Western Australian company ClearVue Technologies is getting into the all-important food game, partnering with an Israeli agtech company to build a self-sustaining greenhouse in Israel.
The collaboration with Roots Sustainable Agricultural Technologies will leverage the Australian company’s solar power-generating clear glass that’s effectiveness has recently been validated by an Edith Cowan University scientific paper.
Roots will install its next generation irrigation and soil temperature control technologies in the prototype greenhouse project. Critically, this technology keeps the roots at an optimal temperature, rather than the surrounding air, which is crucial for the growth of the plant.
The plan is for the power generating glass to satisfy all the greenhouse’s operational needs, including lighting and the three different types of pumps for heating, cooling and irrigation.
Intended to be off-grid, it will help that the glass is also highly insulating and can save up to 40 per cent on energy compared to conventional glass – all before its energy production abilities are considered.
ClearVue executive chairman Victor Rosenberg told The Fifth Estate that the product’s insulating properties will be critical in the hot Israeli climate.
“It will stop the heat going into the greenhouse and temperatures should be kept reasonably cool.”
He says that the potential for this greenhouse model is significant.
“The potential there is huge – they are talking of getting a better yield than normal, and any yield above normal is a lot of money so the payback will be short.
“And food security is a huge concern in the future – that’s why we want to be in the food game.”
It’s almost time to scale up
At the moment, the windows are still made by hand but all the foundations are in place to scale up and automate the assembly of the product.
Due to the labour-intensive production, the glass is currently $400 a square metre for triple glazed PV glass, but Rosenberg expects the price to drop to around $300 once it can be assembled at volume. He expects this to start sometime next year.
Made out of common materials, the PV glass and can be constructed in existing glass manufacturing facilities.
“The basic construction of the window is the same as today.”
This means there’s no capital investment needed – just an education piece to teach manufacturers how to fix the solar strips onto the glass.
The company has two factories in China set up and ready to start producing the product at volume.
Rosenberg says glass will “last forever”, although the capacity of the solar generation is expected to curtail by about 10 per cent after about 25 years.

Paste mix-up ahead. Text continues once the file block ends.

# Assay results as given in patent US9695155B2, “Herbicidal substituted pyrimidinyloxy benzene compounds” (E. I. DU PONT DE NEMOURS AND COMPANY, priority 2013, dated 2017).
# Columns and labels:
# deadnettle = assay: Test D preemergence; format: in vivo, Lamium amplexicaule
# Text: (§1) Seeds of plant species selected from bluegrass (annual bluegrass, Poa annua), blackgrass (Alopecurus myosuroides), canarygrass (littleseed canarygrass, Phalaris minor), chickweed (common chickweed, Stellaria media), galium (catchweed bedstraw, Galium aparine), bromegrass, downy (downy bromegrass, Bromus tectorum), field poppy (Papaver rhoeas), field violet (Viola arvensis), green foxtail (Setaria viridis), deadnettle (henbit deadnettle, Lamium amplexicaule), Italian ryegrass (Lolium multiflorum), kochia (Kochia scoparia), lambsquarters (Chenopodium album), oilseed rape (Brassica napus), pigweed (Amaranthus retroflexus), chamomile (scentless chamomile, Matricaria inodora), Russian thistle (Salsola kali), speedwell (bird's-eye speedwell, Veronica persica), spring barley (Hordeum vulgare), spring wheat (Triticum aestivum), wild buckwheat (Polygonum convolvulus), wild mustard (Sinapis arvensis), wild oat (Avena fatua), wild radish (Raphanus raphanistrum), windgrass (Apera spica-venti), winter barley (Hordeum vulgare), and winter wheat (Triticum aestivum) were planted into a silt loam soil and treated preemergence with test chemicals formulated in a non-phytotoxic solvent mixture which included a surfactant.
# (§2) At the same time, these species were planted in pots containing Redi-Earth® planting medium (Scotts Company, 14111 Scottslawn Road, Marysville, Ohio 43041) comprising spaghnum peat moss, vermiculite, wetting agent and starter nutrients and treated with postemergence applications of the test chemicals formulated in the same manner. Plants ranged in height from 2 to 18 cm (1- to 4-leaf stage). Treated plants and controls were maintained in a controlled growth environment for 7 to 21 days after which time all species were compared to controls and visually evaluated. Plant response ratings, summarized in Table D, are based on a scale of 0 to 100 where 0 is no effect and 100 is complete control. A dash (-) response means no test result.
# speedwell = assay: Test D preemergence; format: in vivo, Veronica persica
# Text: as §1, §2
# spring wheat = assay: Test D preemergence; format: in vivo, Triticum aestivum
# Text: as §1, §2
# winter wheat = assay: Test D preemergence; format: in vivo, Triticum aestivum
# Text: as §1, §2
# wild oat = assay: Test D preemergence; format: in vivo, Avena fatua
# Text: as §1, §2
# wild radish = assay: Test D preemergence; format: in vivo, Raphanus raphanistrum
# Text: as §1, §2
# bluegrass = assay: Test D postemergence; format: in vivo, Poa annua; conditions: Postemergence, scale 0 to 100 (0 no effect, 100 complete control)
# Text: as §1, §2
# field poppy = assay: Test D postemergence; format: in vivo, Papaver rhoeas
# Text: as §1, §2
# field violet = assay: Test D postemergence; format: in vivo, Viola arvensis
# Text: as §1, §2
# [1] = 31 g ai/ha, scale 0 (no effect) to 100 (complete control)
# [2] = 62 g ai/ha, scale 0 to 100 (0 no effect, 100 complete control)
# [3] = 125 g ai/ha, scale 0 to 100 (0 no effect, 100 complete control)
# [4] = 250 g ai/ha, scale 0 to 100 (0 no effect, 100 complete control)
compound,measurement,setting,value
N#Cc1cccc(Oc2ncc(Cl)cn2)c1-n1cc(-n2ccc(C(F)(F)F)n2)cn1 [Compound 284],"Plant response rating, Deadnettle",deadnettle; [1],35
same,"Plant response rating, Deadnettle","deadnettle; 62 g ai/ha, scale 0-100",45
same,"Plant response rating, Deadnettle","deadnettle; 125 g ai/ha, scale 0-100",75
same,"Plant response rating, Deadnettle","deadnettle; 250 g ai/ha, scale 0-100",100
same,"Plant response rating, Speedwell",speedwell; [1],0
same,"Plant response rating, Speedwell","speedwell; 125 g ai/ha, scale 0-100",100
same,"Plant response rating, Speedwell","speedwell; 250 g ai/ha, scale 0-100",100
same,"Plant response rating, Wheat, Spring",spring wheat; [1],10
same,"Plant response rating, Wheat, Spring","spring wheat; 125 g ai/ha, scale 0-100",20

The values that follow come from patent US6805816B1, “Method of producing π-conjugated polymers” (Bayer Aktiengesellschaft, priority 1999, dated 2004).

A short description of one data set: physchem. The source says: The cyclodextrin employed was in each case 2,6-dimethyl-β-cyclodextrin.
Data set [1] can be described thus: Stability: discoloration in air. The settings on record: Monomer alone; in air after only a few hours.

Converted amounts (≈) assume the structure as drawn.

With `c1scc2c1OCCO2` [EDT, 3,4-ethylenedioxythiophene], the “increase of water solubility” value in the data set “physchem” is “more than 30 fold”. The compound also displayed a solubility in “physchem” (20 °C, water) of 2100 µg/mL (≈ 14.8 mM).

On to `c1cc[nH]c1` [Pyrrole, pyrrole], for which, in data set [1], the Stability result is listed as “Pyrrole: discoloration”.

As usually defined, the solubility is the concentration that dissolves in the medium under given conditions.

Global ambitions from the get-go
The company went public around 18 months ago, raising around $5 million. There’s now a fulltime team of six with plans to hire a chief executive officer and a production engineer to take the product to the manufacturing stage.
As what Rosenberg claims is the world’s first transparent material with photovoltaic properties, the company is pitching straight to the global market. There’s already an office in Singapore, with Germany and the US in its immediate sights.
The glass is performing as expected
The clear photovoltaic solar glass collects infra-red light and deflects it to the frame where it’s converted to electricity.
The effectiveness of the material used on Warwick Grove shopping centre in Western Australia was recently supported by an Edith Cowan University peer reviewed paper that made the top 10 per cent of all research publications ever tracked.
The paper tracked the performance of the glass, which was inserted into a new structure where the existing glass atrium used to be in the shopping centre, and found it aligned closely with the predicted power performance.
It found that a dome-type installation with a diameter around 35 metres is predicted to generate at least 140 kWh of electric energy per average sunny day, enough to power around 10 three-bedroom Australian households for a day.
The paper identified airport roofs, skylights and large shopping centre domes as good potential applications for the glass.
Architects will love its multifunctionality
Rosenberg says that the product is appealing to architects who are increasingly recognising that “dumb” materials with only one function will no longer cut it and multifunctional materials are the future.
The long game for the company involves the development of a “real IoT window” that uses the power it creates within the glass to power integrated management systems, such as sensors for lighting and indoor air quality.
The windows will be able to respond to warm indoor temperature by opening themselves, Rosenberg offers as an example.